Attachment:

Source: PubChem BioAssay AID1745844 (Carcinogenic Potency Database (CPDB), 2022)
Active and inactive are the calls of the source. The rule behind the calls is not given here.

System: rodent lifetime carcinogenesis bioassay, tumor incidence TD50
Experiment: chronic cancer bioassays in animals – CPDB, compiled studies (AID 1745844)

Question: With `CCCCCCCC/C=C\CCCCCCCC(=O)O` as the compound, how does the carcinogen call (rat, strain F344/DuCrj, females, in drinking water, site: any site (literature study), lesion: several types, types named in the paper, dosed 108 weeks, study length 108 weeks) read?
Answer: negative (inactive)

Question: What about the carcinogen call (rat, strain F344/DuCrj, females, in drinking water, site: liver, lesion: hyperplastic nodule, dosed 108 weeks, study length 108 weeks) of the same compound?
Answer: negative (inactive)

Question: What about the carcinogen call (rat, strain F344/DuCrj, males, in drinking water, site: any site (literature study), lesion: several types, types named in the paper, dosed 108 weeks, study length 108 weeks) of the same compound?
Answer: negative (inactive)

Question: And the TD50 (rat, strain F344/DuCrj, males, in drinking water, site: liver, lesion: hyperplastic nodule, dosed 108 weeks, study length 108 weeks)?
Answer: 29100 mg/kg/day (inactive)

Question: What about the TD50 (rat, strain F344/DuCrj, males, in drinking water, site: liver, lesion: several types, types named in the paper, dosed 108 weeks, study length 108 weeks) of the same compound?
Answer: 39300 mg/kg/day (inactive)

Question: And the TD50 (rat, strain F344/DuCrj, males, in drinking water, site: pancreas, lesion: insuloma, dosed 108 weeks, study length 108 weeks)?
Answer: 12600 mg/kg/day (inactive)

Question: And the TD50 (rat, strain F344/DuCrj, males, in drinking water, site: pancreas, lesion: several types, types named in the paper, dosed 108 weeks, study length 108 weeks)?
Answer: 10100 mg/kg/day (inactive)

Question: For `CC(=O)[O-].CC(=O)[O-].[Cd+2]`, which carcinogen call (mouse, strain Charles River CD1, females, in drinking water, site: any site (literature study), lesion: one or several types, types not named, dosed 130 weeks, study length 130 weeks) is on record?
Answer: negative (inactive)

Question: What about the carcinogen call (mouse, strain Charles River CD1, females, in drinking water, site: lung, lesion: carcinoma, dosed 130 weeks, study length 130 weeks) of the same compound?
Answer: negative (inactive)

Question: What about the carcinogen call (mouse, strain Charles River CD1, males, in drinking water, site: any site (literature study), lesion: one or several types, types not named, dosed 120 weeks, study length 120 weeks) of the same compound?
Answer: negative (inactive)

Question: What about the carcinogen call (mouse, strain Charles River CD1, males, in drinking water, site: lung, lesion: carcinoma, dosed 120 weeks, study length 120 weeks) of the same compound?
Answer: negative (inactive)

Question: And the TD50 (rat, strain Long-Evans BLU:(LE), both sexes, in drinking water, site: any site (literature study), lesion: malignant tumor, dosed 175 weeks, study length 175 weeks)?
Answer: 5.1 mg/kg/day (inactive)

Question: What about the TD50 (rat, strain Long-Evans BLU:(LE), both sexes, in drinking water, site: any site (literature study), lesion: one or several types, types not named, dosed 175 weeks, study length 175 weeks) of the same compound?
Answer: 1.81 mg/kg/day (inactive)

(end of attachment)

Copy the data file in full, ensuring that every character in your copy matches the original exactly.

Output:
Source: PubChem BioAssay AID1745844 (Carcinogenic Potency Database (CPDB), 2022)
Active and inactive are the calls of the source. The rule behind the calls is not given here.

System: rodent lifetime carcinogenesis bioassay, tumor incidence TD50
Experiment: chronic cancer bioassays in animals – CPDB, compiled studies (AID 1745844)

Question: With `CCCCCCCC/C=C\CCCCCCCC(=O)O` as the compound, how does the carcinogen call (rat, strain F344/DuCrj, females, in drinking water, site: any site (literature study), lesion: several types, types named in the paper, dosed 108 weeks, study length 108 weeks) read?
Answer: negative (inactive)

Question: What about the carcinogen call (rat, strain F344/DuCrj, females, in drinking water, site: liver, lesion: hyperplastic nodule, dosed 108 weeks, study length 108 weeks) of the same compound?
Answer: negative (inactive)

Question: What about the carcinogen call (rat, strain F344/DuCrj, males, in drinking water, site: any site (literature study), lesion: several types, types named in the paper, dosed 108 weeks, study length 108 weeks) of the same compound?
Answer: negative (inactive)

Question: And the TD50 (rat, strain F344/DuCrj, males, in drinking water, site: liver, lesion: hyperplastic nodule, dosed 108 weeks, study length 108 weeks)?
Answer: 29100 mg/kg/day (inactive)

Question: What about the TD50 (rat, strain F344/DuCrj, males, in drinking water, site: liver, lesion: several types, types named in the paper, dosed 108 weeks, study length 108 weeks) of the same compound?
Answer: 39300 mg/kg/day (inactive)

Question: And the TD50 (rat, strain F344/DuCrj, males, in drinking water, site: pancreas, lesion: insuloma, dosed 108 weeks, study length 108 weeks)?
Answer: 12600 mg/kg/day (inactive)

Question: And the TD50 (rat, strain F344/DuCrj, males, in drinking water, site: pancreas, lesion: several types, types named in the paper, dosed 108 weeks, study length 108 weeks)?
Answer: 10100 mg/kg/day (inactive)

Question: For `CC(=O)[O-].CC(=O)[O-].[Cd+2]`, which carcinogen call (mouse, strain Charles River CD1, females, in drinking water, site: any site (literature study), lesion: one or several types, types not named, dosed 130 weeks, study length 130 weeks) is on record?
Answer: negative (inactive)

Question: What about the carcinogen call (mouse, strain Charles River CD1, females, in drinking water, site: lung, lesion: carcinoma, dosed 130 weeks, study length 130 weeks) of the same compound?
Answer: negative (inactive)

Question: What about the carcinogen call (mouse, strain Charles River CD1, males, in drinking water, site: any site (literature study), lesion: one or several types, types not named, dosed 120 weeks, study length 120 weeks) of the same compound?
Answer: negative (inactive)

Question: What about the carcinogen call (mouse, strain Charles River CD1, males, in drinking water, site: lung, lesion: carcinoma, dosed 120 weeks, study length 120 weeks) of the same compound?
Answer: negative (inactive)

Question: And the TD50 (rat, strain Long-Evans BLU:(LE), both sexes, in drinking water, site: any site (literature study), lesion: malignant tumor, dosed 175 weeks, study length 175 weeks)?
Answer: 5.1 mg/kg/day (inactive)

Question: What about the TD50 (rat, strain Long-Evans BLU:(LE), both sexes, in drinking water, site: any site (literature study), lesion: one or several types, types not named, dosed 175 weeks, study length 175 weeks) of the same compound?
Answer: 1.81 mg/kg/day (inactive)